Finally, The White Russian was featured in the cult hit “The Big Lebowski”. In terms of preparation, this, I assure you, was a welcomed respite after breaking a sweat over making the Ramos Gin Fizz. By comparison, this is incredibly simple to make – to say nothing of quick – which almost makes sense as to why the character of The Dude liked it so much. After all, this is something of a slacker’s recipe and Dude was a slacker himself.



Got any other classic movies with classic cocktails? If so, then please be sure to leave a comment to share with the rest of us!

Thursday, April 14, 2011

“The Double Hour” – Movie Review

This week in my movie class, we saw a thriller from Italy titled, “The Double Hour” (“La Doppia Ora”).

A couple get victimized in the course of a brutal robbery – but in the aftermath, one of them suspects that they may have been set up by the other.

Sonia is a lonely young woman who currently works as a chambermaid at a very upscale hotel in Turin, Italy.  When not keeping in shape by swimming at her gym, she spends her time attending speed-dating sessions in desperate attempts to find a man with whom she can share her life.  Eventually, she meets Guido, a widower who now works as a security guard at a gated mansion.  They seem to hit it off and wind up spending a bit of time with each other after the evening’s speed-dating.  Later, they decide to to go out together – a fateful decision that turns out to be an epic bad first date.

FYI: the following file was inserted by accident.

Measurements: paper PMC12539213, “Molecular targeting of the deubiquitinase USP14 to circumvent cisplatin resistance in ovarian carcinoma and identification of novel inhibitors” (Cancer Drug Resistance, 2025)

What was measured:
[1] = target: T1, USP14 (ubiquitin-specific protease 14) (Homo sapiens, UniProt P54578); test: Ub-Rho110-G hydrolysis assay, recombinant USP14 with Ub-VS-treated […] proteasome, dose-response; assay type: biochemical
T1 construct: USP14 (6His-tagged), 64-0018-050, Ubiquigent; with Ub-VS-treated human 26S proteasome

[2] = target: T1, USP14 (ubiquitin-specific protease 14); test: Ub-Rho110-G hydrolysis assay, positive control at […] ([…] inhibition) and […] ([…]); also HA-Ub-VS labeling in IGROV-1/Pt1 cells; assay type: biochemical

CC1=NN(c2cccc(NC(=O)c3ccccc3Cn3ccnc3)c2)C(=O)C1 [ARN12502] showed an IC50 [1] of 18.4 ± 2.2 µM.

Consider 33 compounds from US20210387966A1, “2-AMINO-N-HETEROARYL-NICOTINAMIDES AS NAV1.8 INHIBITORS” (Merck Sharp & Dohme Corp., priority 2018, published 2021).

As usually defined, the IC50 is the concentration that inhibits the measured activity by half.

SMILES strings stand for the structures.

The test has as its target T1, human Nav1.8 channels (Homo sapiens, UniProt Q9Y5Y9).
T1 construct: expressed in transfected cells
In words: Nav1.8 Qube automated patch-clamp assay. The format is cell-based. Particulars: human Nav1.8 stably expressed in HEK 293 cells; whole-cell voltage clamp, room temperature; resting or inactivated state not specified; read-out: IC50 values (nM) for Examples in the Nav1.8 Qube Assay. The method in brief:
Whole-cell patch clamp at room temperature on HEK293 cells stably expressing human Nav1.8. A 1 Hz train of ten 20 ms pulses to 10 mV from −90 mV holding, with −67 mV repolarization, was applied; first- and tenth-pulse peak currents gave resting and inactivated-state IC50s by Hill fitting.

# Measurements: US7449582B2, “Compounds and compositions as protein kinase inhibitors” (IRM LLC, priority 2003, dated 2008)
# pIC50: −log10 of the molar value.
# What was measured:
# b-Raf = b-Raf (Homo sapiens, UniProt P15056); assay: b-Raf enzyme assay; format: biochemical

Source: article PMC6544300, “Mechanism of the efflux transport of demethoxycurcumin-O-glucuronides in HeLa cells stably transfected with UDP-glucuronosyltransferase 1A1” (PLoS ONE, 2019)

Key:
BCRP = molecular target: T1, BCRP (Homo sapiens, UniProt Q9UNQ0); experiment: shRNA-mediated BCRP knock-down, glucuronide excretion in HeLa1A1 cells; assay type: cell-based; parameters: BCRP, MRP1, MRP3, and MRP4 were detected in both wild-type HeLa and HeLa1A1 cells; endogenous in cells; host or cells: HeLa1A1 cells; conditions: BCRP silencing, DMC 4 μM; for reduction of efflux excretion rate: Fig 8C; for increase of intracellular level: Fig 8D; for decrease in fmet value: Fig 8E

Taking her to the estate where he stands guard, Guido carelessly disables the electronic security system upon entrance to the property so that he and Sonia can stroll all by themselves through the expansive wooded area behind the property.  Just as things are about to get romantic between the two of them, they are interrupted by a team of robbers who ransack the house and cart off all the ornate furnishings and expensive art into a moving van.  During the course of the robbery, Guido incurs a gunshot wound from one of the robbers; upon the bullet’s exit, it glances off Sonia, grazing her forehead and causing her to go into a coma for several days. 

Despite both of them being injured in the course of the robbery, Guido begins to suspect that Sonia may have been behind the scheme and intentionally implicating him in the crime.  As a direct result of the theft, Guido loses his job and while looking for new employment, he spends an increasing amount of time with Sonia even though he has doubts about what was behind the robbery.  When a police investigation appears to confirm Guido’s worst fears, will he turn in Sonia unless she can prove her innocence?